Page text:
"Hillary Clinton was first lady in Arkansas, first lady at the White House for eight years, U.S. senator for seven years. Can you compete with that?"

Tim Russert threw that softball at Barack Obama on "Meet the Press" today. Here's the answer:
Well, you know, if you’re comparing how long I’ve been in public office, I’ve actually been in public office longer than her. I think that Senator Clinton is a capable and, and intelligent person. I think she’s been a fine senator from New York. But when it comes to the issues that are really moving the American people right now—healthcare, energy, how we deal with a shifting economy—those are all issues that I’ve been working with at every level of government.
Can't we ever look straight at the question whether being First Lady counts for anything? Obama should attack her for relying on being First Lady as a credential and for suppressing the record of her time in the White House. And he should stir up doubts about the wisdom of returning a former President to the White House. Why even concede that she's been a "fine senator" or that she's "capable"? Point to some failures! This is your big chance. Obama is so bland.

MR. RUSSERT: A year ago, you were asked about Hillary Clinton. And this the exchange. “Where do you find yourself having the biggest differences with Hillary Clinton, politically?” Obama: “You know, I think very highly of Hillary. The more I get to know her, the more I admire her. I think she’s the most disciplined—one of the most disciplined people I’ve ever met. She’s one of the toughest. She’s got an extraordinary intelligence.” “She is—she’s somebody who’s in this stuff for the right reasons. She’s passionate about moving the country forward on issues like healthcare and children. So it’s not clear to me what differences we’ve had since I’ve been in the Senate.” Do you still hold to that? There aren’t any differences?

SEN. OBAMA: Well, I think that I, as I said earlier, I have admiration for Senator Clinton. I think she’s a fine public servant. The reason I’m running is because I think we’re in a unique moment in American history right now. The nation’s at war; our planet is in peril. We’ve got a series of decisions that we’re going to have to make. And I believe that I can more effectively than any other candidate in this race bring the country together, overcome some of the same old arguments that we’ve been having since the 1990s. I think I can reach out to Republicans and independents more effectively than any other candidate that...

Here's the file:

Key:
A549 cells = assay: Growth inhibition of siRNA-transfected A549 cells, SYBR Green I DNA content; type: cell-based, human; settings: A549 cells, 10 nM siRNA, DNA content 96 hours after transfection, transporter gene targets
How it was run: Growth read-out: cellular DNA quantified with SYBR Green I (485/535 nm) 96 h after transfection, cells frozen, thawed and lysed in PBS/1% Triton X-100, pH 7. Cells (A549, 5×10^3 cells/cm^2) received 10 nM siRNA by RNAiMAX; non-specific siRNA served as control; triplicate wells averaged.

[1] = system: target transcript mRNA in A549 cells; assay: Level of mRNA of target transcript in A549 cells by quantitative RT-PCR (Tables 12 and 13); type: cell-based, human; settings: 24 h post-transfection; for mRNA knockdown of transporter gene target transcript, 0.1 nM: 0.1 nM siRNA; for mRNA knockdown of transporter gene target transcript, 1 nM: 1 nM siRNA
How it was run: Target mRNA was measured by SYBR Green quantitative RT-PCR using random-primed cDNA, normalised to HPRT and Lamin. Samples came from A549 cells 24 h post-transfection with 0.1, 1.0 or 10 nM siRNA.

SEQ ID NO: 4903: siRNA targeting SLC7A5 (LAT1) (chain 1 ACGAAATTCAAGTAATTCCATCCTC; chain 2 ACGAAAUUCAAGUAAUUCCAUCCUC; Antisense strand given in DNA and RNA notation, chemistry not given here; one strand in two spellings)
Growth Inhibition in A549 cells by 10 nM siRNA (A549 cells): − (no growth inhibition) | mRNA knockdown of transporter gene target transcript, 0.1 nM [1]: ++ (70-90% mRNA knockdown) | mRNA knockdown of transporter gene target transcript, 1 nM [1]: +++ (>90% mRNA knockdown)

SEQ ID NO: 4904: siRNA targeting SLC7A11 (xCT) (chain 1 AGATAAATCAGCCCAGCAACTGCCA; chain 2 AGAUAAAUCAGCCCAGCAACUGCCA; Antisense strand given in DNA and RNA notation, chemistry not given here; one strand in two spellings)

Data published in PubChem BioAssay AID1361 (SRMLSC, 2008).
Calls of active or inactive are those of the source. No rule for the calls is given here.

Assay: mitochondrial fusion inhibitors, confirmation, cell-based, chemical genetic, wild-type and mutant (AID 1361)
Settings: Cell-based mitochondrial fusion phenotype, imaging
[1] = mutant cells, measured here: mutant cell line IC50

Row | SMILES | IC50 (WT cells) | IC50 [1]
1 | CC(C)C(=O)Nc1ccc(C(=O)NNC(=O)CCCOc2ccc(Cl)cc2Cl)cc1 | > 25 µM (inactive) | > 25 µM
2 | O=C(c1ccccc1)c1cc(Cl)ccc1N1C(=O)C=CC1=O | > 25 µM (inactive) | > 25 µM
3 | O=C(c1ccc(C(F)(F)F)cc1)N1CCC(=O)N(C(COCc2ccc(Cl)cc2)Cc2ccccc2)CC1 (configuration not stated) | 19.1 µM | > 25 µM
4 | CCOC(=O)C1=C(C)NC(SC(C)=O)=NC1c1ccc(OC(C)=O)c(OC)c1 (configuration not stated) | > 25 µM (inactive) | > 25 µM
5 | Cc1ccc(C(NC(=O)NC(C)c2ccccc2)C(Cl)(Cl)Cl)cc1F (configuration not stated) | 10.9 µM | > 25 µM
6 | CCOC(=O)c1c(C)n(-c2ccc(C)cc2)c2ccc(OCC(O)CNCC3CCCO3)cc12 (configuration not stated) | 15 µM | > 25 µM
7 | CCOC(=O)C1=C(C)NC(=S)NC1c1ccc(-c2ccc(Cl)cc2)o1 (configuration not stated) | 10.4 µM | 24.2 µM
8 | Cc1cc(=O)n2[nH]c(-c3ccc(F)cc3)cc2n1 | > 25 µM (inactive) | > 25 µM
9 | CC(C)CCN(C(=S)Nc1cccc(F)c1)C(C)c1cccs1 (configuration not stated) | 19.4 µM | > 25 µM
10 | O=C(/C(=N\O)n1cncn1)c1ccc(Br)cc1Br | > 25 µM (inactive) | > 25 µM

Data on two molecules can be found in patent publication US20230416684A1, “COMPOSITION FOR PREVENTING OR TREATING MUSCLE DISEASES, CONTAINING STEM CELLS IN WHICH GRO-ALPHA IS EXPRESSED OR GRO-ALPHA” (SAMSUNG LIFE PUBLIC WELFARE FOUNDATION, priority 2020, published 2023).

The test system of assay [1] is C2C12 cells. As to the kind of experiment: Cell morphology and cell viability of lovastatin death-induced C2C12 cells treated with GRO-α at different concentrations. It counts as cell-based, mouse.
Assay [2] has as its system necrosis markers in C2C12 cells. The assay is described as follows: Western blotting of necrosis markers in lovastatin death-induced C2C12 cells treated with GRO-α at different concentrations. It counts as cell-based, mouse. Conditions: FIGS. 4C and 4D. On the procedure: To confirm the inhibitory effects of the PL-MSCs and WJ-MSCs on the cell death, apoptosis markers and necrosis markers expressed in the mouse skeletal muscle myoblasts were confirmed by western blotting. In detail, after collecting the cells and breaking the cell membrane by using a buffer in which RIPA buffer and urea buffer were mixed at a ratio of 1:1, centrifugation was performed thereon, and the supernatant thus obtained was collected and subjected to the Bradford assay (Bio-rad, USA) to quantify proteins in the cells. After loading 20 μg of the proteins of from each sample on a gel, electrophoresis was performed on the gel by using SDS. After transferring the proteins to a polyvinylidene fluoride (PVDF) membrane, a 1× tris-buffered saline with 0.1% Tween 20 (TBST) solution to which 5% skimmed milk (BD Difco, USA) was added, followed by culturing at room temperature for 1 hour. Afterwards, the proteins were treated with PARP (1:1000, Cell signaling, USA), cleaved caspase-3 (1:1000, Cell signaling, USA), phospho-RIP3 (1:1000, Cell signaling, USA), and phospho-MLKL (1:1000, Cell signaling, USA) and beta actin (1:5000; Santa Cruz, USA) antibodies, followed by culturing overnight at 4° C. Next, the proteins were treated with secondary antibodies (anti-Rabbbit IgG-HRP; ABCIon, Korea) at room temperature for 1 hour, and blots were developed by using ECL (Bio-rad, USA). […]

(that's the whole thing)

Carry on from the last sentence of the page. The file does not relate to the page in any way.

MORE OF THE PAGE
He won't make even the gentlest criticism. Is he waiting for everyone else to do that or for her to fail on her own — a la Dean in '04 — and then to waltz into the opening John Kerry-style? Is he running for Vice President? Or is there no strategy at all, just a guy with no fight in him?

IN THE COMMENTS: "Hilarious! A faintly negative post about Obama and suddenly two comments lauding Obama from newcomers without profiles!" Simon notices something about the way blogging works.

ALSO IN THE COMMENTS: Zeb offers this answer to my last set of questions:
There's another choice. Is he afraid of her? is he afraid of really getting into it with her, of going into attack mode. Is he afraid of being crosswise with the Clinton machine? If you think about it, none of her Democrat opponents seriously attack and go after her. Maybe they're all afraid. They've all seen what the Clinton machine does to its enemies.
UPDATE: Walter Shapiro in Salon:
The next morning, Obama appeared for a full-hour interview in another arena of political combat, facing off against Tim Russert on "Meet the Press." The fiery Obama of Saturday night had been replaced on Sunday morning by a replicant, a tepid candidate mostly concerned with avoiding mistakes rather than winning converts...

[I]f Obama really wants to be the one who knocks Hillary off her pedestal, he should remember that statues rarely topple without a hard push.

AND: You can watch Obama's Saturday night speech here.

Today's photo sequence.

The window reflection lets the digital camera get a sense of how a film camera felt when it did a double exposure:


Where I was sitting — at Bocca Lupo — there were flowers on the counter:


A little while earlier I saw this odd Coke sign. ("Weak sauce"?)


Then back home, I had to record another harbor sunset: